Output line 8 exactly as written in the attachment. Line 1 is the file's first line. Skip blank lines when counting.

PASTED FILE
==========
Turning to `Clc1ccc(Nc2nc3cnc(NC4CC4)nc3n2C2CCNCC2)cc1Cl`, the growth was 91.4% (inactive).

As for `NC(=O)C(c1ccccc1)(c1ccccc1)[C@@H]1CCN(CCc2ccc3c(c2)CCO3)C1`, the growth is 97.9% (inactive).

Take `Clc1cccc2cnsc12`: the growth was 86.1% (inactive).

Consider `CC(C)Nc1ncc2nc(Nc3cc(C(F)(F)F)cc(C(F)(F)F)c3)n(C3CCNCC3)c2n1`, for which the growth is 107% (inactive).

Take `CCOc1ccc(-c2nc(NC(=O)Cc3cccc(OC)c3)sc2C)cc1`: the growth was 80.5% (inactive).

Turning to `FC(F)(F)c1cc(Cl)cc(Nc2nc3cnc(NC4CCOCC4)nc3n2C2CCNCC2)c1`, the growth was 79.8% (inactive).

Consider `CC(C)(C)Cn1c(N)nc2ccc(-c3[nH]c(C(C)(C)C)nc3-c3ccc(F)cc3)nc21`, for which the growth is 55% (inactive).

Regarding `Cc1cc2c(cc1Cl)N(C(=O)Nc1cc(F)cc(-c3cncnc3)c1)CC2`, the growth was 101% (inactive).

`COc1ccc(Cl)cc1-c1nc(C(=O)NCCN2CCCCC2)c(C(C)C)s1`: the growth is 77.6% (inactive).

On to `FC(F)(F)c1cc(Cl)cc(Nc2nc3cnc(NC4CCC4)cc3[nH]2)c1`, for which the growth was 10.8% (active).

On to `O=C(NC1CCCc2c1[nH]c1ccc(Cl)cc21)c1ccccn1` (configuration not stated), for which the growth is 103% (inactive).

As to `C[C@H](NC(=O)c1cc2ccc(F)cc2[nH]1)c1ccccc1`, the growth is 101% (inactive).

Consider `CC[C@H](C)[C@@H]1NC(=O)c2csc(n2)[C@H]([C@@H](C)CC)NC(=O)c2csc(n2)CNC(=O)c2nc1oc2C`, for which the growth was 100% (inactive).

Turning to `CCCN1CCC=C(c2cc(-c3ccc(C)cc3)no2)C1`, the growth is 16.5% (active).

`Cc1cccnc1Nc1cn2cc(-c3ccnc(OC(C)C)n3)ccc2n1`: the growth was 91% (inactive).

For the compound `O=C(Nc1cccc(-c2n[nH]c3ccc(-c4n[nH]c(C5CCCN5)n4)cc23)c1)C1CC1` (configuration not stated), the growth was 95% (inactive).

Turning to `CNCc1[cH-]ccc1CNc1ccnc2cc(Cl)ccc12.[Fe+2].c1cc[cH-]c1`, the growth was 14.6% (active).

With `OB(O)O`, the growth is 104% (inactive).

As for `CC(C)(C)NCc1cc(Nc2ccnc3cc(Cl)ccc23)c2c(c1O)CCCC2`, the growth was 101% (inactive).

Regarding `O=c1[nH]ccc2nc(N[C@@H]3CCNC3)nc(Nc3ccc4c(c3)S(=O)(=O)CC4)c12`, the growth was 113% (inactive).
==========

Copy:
Regarding `Cc1cc2c(cc1Cl)N(C(=O)Nc1cc(F)cc(-c3cncnc3)c1)CC2`, the growth was 101% (inactive).